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Late Night Question

Please bare with me, oh and don't laugh..

If/when I get a dev board, I would like to try and port a small (3-5Mb) windows program. The problem is I have no experience with this sort of thing. I don't know a lot about linux, or any programming language (I once made a "hello world" program and a few other things in c++)...

I have this camera LINK it has a basic GUI and a boot screen. Well a while ago I wanted to try and change the boot screen, so I got hold of some firmware for it so to see how it's made up. I was expecting to find some sort of jpg/png file for the boot screen, but the firmware comprised of just two bin. files.

I got a program to open and edit the bin files, saw the contents and thought, I have no idea what I'm doing. I closed the program and gave up.

Now here comes my question. In a case like this would you have to convert the bin files to some other file format so that you can edit it, I mean for the boot screen you must have a image file of some sort, a jpg etc, so where is it!? does the boot screen file just get turned into 1's and 0's?

Back to the windows prog I wanted to try and port. I think it's just in bin format too, so I tought if I can understand how my camera GUI/OS works it may help with porting that windows app...I may be way off the mark here, hopefully someone can put me straight...Cheers

  • The problem is I have no experience with this sort of thing

    or any programming language (I once made a "hello world" program and a few other things in c++


    nobody here will laugh at you. at the same time you should know that there is no way you can port a windows application into a C51. are you sure that your began your efforts at the right branch of programming? if you don't have experience with C, you certainly must begin with a good C textbook. then study the C51. then play with an evaluation board. then you'll know why what you want to do is impossible.

  • All images are stored as ones and zeroes. That is the contents of gif, jpeg, png files.

    It is possible to place a gif or jpeg file inside another file, so a bin file can contain both a program and an image. Then there normally exists program that can locate the image inside the bin file and replace that part with another image, as long as the new image is small enought that it will fit.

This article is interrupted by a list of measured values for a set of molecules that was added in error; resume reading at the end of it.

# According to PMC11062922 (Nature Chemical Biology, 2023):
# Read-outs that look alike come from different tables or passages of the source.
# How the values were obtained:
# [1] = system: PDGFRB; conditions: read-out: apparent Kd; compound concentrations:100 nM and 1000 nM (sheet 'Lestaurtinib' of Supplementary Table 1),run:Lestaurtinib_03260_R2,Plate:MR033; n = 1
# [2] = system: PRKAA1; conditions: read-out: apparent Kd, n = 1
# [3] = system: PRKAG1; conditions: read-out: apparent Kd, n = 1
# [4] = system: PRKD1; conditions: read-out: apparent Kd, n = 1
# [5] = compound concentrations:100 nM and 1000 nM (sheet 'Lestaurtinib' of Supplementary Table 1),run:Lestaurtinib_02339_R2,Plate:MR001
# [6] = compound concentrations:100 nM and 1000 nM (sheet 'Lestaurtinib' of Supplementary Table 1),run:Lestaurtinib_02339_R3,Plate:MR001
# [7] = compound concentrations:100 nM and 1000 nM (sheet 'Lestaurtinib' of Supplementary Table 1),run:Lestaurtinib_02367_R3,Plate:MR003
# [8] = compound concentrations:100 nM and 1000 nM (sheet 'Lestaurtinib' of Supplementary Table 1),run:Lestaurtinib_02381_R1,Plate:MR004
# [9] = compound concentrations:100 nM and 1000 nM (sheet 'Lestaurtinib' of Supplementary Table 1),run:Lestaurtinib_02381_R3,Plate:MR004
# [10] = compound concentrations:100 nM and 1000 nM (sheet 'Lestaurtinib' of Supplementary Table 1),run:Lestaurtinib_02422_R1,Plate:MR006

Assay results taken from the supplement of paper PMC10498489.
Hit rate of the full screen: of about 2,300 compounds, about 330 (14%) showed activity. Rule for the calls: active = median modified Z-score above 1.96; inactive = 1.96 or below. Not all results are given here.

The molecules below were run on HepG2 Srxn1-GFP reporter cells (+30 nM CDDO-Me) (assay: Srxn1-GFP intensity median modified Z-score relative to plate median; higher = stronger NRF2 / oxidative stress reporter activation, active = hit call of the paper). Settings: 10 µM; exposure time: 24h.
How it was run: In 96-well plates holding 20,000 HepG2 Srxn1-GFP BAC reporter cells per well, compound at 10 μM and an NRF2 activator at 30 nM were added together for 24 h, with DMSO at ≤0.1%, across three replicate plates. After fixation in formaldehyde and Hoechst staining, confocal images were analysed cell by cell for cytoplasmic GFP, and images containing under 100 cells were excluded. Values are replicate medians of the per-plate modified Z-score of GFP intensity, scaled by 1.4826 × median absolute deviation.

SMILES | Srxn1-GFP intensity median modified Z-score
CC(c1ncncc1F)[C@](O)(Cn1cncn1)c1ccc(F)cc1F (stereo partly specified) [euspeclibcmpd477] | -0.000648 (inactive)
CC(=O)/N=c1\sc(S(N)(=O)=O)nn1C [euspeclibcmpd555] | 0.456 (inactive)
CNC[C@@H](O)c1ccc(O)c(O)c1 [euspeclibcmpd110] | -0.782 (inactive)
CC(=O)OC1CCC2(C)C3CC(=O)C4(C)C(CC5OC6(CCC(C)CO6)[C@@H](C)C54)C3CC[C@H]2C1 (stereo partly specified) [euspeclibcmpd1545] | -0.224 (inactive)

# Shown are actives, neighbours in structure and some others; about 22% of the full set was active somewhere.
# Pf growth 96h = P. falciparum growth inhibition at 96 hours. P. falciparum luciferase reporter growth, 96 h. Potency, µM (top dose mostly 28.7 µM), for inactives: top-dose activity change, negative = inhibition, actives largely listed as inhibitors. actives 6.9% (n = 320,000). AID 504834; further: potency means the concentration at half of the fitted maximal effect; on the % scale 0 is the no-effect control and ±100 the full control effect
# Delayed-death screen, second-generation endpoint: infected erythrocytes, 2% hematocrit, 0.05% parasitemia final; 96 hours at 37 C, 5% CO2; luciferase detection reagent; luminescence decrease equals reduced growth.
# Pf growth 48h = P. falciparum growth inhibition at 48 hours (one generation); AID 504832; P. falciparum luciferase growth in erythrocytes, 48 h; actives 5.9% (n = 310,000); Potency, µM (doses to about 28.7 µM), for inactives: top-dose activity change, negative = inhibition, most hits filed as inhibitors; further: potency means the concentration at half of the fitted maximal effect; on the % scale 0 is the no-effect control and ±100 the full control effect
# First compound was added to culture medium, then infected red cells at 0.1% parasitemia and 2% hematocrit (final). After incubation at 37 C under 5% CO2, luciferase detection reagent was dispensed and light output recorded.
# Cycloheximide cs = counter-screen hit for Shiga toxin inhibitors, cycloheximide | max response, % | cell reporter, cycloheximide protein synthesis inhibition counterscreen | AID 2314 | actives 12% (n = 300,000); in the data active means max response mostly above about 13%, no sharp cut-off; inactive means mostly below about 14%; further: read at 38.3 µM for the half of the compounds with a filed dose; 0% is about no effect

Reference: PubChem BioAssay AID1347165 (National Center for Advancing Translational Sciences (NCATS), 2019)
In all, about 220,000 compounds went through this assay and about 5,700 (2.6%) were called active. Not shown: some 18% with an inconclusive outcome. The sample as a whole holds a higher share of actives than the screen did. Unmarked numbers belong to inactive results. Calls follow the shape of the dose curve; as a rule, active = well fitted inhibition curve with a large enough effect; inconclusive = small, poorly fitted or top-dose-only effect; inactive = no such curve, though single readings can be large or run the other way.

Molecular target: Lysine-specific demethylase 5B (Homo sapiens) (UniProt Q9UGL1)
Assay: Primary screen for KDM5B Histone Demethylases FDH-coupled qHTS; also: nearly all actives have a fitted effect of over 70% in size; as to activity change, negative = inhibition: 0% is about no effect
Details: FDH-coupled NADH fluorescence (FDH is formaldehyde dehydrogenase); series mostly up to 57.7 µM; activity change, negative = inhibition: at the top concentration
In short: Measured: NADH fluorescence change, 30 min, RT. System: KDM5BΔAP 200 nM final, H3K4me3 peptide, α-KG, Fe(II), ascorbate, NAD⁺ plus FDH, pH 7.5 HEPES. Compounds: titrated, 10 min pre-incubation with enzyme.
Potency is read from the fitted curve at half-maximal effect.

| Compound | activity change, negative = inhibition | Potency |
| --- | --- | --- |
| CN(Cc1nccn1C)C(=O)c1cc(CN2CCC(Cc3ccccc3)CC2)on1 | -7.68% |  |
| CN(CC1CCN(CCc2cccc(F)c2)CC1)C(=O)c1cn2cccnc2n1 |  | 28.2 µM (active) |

Sorry, but looking at a bin file will not tell you how a real program works. You have to go the other way. Either write larger and larger programs yourself, or read existing example source and try to understand what the source does.

    Next sorry: There are just zero correspondence between the functioning of an embedded application and a Windows program. A few (but huge) differences:

    - the embedded application does everything itself.

    - the windows application has a huge set of advanced functions available from the OS.

    - the embedded application either jump around looking at all serial ports, keyboard buttons etc one by one in a continuous sequence (super-loop) or you must buy, write or find a free real-time OS that allows the processor time to be switched between different tasks.

    - the windows application is event driven. it has a queue where Windows adds information about a huge number of events that happens, and where the application then eats them one by one and decides if the events should affect what you see on screen, or if they represent input data or commands to react on.

    - the embedded application is a 24x7 self-contained program that is expected to do its work without supervision. Hence, embedded equipment normally have a minimum of interfaces. They may have inputs but are often very lacking when it comes to outputs. A LCD display showing a number of characters is often a huge luxury.

    - the Windows application is more or less assumed to be fully controlled by an end user, so the primary interfaces - display, sound, keyboard, mouse have a huge bandwidth for interaction with a user. The remaining interfaces are often quite lacking - Windows can have problems taking full advantage of a USB, network or serial interface, since the primary concern is the interactive channels.

    Because of this, a GUI application (Windows, Mac, X-Windows, ...) can with experience be ported to another OS with similar capabilities. Simpler programs can also sometimes be ported to a PDA or a mobile phone or similar.

    But these are advanced tasks, and unless you have a software framework for porting from target A to target B, you must know a huge amount of details about the source and destination hardware (and - if applicable - source and target OS).

    In your case, I would recommend that you start off by taking on larger and larger projects developing programs for your development board. When you have managed to develop a couple of reasonably complex applications, then you will also have an idea what makes the applications tick, so you will have a better understsanding of what new challenges you can aim for.

    It is possible to do a lot of fun things with a text or graphical LCD. Then there are all the mass-produced hardware where people have reverse-engineered the hardware design and developed own software, allowing people to write their own applications for game consoles, network routers, mobile phones... The sky is the limit when it comes to challenges, but it is important not to set too difficult goals or you will get disappointed and frustrated and end up with an unfinished project.